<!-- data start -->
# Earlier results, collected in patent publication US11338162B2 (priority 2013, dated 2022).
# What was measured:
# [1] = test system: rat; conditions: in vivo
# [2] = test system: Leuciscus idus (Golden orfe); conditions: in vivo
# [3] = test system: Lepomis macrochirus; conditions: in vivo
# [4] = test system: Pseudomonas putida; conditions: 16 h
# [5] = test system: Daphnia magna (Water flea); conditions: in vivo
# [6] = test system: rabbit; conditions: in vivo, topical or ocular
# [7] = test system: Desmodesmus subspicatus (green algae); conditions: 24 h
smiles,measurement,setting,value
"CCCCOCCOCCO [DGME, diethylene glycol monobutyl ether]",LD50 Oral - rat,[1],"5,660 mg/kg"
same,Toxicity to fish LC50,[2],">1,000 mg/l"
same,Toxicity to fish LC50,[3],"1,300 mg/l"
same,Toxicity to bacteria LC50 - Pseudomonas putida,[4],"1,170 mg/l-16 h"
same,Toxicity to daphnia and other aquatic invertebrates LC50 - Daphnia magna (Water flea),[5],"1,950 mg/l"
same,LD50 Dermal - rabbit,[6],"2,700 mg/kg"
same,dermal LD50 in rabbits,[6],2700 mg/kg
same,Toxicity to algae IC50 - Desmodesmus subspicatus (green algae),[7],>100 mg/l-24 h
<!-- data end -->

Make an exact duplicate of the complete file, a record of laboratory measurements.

# Earlier results, collected in patent publication US11338162B2 (priority 2013, dated 2022).
# What was measured:
# [1] = test system: rat; conditions: in vivo
# [2] = test system: Leuciscus idus (Golden orfe); conditions: in vivo
# [3] = test system: Lepomis macrochirus; conditions: in vivo
# [4] = test system: Pseudomonas putida; conditions: 16 h
# [5] = test system: Daphnia magna (Water flea); conditions: in vivo
# [6] = test system: rabbit; conditions: in vivo, topical or ocular
# [7] = test system: Desmodesmus subspicatus (green algae); conditions: 24 h
smiles,measurement,setting,value
"CCCCOCCOCCO [DGME, diethylene glycol monobutyl ether]",LD50 Oral - rat,[1],"5,660 mg/kg"
same,Toxicity to fish LC50,[2],">1,000 mg/l"
same,Toxicity to fish LC50,[3],"1,300 mg/l"
same,Toxicity to bacteria LC50 - Pseudomonas putida,[4],"1,170 mg/l-16 h"
same,Toxicity to daphnia and other aquatic invertebrates LC50 - Daphnia magna (Water flea),[5],"1,950 mg/l"
same,LD50 Dermal - rabbit,[6],"2,700 mg/kg"
same,dermal LD50 in rabbits,[6],2700 mg/kg
same,Toxicity to algae IC50 - Desmodesmus subspicatus (green algae),[7],>100 mg/l-24 h